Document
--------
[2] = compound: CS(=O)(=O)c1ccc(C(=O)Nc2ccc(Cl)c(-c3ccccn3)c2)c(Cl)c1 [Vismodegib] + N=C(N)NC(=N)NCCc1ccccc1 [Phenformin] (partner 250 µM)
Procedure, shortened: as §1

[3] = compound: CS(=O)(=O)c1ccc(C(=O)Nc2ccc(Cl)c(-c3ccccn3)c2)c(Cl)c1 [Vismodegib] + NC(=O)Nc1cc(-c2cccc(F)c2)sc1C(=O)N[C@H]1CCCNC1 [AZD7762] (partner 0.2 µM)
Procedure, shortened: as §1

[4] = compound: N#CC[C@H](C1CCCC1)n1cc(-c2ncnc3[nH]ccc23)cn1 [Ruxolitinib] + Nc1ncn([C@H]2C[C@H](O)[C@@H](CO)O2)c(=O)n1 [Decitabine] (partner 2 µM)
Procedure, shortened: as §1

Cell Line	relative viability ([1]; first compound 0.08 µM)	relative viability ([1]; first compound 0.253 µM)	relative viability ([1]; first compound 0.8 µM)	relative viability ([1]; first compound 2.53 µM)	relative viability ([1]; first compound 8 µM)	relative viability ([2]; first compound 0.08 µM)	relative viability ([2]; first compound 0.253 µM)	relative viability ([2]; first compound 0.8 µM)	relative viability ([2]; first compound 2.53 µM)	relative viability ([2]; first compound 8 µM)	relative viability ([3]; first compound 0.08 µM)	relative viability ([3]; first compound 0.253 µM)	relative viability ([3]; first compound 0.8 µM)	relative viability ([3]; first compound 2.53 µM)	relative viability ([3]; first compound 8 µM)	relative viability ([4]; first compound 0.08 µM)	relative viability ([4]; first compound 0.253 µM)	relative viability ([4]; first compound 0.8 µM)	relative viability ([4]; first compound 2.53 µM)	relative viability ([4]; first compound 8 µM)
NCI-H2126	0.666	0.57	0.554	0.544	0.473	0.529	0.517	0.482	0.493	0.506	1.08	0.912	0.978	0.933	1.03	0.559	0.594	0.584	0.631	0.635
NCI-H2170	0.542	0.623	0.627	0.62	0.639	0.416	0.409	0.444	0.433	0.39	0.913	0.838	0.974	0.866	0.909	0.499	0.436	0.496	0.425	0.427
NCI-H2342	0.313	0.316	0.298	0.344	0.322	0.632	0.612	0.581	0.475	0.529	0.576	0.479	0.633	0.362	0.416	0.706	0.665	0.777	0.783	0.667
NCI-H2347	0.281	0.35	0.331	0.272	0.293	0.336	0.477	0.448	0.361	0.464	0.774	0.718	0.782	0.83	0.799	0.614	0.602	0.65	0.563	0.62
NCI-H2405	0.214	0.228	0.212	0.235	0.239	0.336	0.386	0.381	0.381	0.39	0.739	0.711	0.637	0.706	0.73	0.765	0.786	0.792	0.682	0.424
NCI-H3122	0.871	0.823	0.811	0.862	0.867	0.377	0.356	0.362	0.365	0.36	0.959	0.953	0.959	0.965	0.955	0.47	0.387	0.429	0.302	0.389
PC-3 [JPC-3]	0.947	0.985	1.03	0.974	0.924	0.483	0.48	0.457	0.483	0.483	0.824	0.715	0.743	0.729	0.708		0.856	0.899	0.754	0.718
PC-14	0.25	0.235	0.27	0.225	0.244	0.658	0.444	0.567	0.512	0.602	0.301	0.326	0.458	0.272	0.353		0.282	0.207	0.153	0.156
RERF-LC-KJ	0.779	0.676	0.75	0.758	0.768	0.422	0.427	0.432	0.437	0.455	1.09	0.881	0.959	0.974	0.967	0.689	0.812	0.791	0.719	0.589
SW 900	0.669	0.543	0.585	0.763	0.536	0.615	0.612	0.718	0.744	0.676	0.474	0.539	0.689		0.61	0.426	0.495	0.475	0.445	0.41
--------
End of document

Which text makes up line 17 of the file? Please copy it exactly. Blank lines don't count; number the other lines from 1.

SW 900	0.669	0.543	0.585	0.763	0.536	0.615	0.612	0.718	0.744	0.676	0.474	0.539	0.689		0.61	0.426	0.495	0.475	0.445	0.41